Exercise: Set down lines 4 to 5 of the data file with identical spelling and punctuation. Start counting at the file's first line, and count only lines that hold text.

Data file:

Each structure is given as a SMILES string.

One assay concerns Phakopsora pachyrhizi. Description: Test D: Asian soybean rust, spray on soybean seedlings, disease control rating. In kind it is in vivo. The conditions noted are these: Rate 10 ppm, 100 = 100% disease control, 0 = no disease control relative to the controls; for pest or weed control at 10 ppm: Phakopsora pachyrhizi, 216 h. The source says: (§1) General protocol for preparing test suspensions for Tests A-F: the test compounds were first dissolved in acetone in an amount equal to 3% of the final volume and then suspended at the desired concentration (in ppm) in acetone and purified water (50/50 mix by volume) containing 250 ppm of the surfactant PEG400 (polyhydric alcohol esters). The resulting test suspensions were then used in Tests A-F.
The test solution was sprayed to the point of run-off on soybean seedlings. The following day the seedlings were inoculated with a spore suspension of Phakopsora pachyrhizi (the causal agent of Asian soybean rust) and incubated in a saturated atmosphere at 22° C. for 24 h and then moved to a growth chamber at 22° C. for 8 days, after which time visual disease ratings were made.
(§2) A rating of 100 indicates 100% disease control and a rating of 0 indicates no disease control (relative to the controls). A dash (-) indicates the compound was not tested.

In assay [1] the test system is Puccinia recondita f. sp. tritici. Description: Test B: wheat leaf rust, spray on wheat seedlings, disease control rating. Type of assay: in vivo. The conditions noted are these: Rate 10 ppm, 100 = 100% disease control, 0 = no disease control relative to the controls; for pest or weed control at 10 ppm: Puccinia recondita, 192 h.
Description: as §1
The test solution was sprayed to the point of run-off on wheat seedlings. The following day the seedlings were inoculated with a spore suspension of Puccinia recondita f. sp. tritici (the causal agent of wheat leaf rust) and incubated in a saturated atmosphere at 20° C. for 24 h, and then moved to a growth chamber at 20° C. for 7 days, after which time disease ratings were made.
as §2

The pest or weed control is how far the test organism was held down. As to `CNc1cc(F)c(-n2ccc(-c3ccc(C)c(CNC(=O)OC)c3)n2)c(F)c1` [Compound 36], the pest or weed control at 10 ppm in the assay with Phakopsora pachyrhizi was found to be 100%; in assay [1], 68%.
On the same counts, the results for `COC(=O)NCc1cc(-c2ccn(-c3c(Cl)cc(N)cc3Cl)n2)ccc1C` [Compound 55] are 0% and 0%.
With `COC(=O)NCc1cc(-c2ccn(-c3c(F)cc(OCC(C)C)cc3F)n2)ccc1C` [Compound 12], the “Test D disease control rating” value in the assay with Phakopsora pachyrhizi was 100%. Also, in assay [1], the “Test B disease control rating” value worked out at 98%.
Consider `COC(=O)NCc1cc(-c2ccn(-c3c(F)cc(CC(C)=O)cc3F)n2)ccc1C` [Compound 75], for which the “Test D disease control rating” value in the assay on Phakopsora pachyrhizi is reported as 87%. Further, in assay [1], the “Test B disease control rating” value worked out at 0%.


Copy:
(§2) A rating of 100 indicates 100% disease control and a rating of 0 indicates no disease control (relative to the controls). A dash (-) indicates the compound was not tested.

In assay [1] the test system is Puccinia recondita f. sp. tritici. Description: Test B: wheat leaf rust, spray on wheat seedlings, disease control rating. Type of assay: in vivo. The conditions noted are these: Rate 10 ppm, 100 = 100% disease control, 0 = no disease control relative to the controls; for pest or weed control at 10 ppm: Puccinia recondita, 192 h.